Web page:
Today’s Headlines

  • Study: Walkable Neighborhoods Cut Obesity, Diabetes 10 Percent (NYT)
  • Opening Date for Cincinnati Streetcar Set for This Fall (WMUB)
  • Milwaukee Area Planners Predict BRT Will Attract an Additional 9,000 Riders (Wauwatoosa Now)
  • Twin Cities Light Rail Plan in Doubt After State Punted on Funding (Star Tribune)
  • Gainsville Sun to FDOT: Don’t Expand Underperforming, Sprawl-Inducing Toll Road
  • Business Owners in San Diego Up in Arms Over Bike Lane Plan That Would Reduce Parking (CBS 8)
  • The Stranger: Seattle Betrays Cyclists by Ignoring Dangerous Streets
  • Salt Lake City Changing Zoning to Promote Streetcar Ridership (Tribune)
  • Racial Divide Over Wake County’s Transit Plans (Indy Week)
  • Forbes Writer Compares Light Rail to Landlines
  • bolwerk

    That dudebro at Forbes couldn’t actually find a subject matter expert to support his preconceptions? Even an anti-rail ideologue, with at least some credible urban planning bona fides, like Enrique Penalosa? Even the not-so-dogmatic Jarrett Walker is critical of surface rail, if not adamantly opposed to it. Nope, gotta parrot the most unassailably bogus voices in the business. Again:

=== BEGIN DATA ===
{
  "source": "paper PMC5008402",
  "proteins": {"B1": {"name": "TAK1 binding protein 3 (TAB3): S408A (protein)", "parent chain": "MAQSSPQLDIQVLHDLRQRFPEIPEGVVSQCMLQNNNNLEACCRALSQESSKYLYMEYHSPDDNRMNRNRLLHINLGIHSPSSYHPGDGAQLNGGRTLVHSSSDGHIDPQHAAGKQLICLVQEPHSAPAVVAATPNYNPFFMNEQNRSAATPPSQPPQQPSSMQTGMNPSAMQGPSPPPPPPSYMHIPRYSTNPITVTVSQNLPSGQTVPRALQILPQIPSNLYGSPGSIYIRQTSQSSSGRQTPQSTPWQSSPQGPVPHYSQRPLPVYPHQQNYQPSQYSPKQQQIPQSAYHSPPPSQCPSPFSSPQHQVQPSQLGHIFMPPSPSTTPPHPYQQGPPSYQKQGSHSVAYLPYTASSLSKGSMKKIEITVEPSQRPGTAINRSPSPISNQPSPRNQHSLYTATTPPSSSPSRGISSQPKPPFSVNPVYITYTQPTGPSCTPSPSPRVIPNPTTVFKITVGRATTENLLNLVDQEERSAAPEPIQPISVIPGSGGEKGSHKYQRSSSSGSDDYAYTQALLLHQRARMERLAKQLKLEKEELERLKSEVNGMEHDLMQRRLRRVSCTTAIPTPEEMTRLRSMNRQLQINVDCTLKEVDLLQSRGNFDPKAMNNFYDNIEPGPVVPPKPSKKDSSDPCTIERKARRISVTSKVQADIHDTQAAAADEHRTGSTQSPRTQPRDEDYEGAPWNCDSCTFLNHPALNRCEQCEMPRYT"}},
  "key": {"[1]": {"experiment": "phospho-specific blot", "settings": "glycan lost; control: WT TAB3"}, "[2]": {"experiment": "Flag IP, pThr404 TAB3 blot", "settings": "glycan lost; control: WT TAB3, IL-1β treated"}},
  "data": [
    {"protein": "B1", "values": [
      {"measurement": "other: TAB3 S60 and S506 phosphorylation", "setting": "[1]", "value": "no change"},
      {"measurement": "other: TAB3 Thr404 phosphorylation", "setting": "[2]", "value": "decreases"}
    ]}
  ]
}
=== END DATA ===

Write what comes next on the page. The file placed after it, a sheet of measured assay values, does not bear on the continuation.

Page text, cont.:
But it doesn’t seem to do any of this, a conclusion drawn by numerous analysts, most notably Randal O’Toole. For decades, he has written in books, blogs, and as a Cato Institute analyst about the fool’s errands of cities trying to reorient themselves around rail. They spend billions on building and maintaining systems, only to find that their cities largely function as they had before, via car use and fragmented development patterns.

    But hey, let’s just go on completely ignoring most of those light rail networks are moving people more cheaply than the buses they supposedly replace (supplement/augment, really, if we can get past the silly Randroidish notion that everything is a competition).